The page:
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Sarasota Tuesday, Apr. 29, 2014 3 years ago

DID warns against return of paid parking

by: David Conway Deputy Managing Editor

As the city works to finalized a comprehensive parking management plan, one group has come forward as strongly opposed to the return of paid parking in the near future.

At today’s Downtown Improvement District meeting, the board demonstrated that significant opposition exists to any form of paid parking. DID member Eileen Hampshire, a member of the city’s Parking Advisory Committee, reported on the work of the latter group to date. Hampshire said, at this point, it appeared likely that the city would revisit the idea of paid parking in some form. The other board members reacted by voting to recommend the city take no steps toward such a program until at least May 1, 2016.

The DID members gave a number of reasons for their opposition. Tom Mannausa worried that customers would go to forthcoming Mall at University Town Center rather than pay for parking, a concern Ron Soto and Mark Kauffman echoed. Kauffman said it was still too soon after the previous failure of paid parking to revisit such a program, and added that the lack of easy parking is just a sign of downtown’s success.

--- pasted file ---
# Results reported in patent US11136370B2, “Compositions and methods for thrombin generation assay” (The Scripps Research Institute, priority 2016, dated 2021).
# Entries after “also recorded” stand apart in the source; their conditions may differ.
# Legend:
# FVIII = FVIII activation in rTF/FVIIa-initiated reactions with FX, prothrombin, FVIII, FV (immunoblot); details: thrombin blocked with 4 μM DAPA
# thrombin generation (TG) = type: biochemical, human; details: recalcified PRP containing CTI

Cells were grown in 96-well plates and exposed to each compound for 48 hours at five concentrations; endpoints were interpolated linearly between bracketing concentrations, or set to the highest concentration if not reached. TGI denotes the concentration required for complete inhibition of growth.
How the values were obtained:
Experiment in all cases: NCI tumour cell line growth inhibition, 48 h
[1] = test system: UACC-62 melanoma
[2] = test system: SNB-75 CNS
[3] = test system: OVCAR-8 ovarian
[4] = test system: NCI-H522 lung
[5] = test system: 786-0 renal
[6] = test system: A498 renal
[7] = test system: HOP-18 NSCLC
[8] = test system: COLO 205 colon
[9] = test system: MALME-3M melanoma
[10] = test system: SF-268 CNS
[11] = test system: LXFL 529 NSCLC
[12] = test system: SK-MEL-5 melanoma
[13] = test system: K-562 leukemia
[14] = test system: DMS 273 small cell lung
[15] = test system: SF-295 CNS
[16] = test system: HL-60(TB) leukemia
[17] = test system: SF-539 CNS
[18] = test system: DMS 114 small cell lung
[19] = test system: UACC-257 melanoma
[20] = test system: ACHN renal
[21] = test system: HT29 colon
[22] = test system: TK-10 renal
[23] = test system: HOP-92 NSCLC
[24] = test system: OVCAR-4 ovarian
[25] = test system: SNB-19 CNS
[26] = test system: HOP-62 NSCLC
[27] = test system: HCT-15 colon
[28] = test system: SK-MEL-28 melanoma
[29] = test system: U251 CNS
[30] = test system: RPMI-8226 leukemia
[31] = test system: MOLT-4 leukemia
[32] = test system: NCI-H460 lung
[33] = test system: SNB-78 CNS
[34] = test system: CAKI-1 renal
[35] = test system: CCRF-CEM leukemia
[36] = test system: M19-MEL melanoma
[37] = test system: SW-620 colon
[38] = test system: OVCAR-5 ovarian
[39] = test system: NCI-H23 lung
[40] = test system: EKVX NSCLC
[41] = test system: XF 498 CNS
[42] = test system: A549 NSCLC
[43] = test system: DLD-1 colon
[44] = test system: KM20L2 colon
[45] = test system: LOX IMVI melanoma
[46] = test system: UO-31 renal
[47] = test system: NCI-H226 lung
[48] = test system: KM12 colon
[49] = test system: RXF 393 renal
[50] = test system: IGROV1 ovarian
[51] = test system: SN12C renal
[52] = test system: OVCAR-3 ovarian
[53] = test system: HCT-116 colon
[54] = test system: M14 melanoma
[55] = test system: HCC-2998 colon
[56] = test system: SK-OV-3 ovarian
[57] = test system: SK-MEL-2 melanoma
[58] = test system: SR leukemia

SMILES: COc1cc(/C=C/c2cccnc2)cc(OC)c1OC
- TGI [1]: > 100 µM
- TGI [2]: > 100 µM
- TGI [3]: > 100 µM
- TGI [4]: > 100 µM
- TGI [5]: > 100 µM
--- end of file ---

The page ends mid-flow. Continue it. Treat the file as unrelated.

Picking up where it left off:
“You realize that no parking available downtown is a good thing,” Kauffman said. “Having people fight for a parking space is exciting.”

The Parking Advisory Committee has not yet finalized its recommendations for parking management, and any recommendations would have to be approved by the City Commission. Still, city Parking Manager Mark Lyons said that paid parking has worked in other communities, and there’s reason to believe that it would in Sarasota, too.

The goal would be more than just funding parking management — although with a $500,000 annual deficit in the city’s parking fund, that would be one benefit. Beyond that, Lyons said, paid parking would discourage constant circulation as people search for parking places, providing a higher level of service for customers while decreasing congestion and carbon emissions.

Despite the resistance of the Downtown Improvement District, Lyons believes paid parking could have the opposite effect if implemented properly.

“Given time, a paid parking system will prove its worth,” Lyons said. “It integrates in a way that makes it easier to come downtown.”

For more information on the city’s parking management plan, pick up a copy of Thursday’s Sarasota Observer.

Contact David Conway at [email protected].

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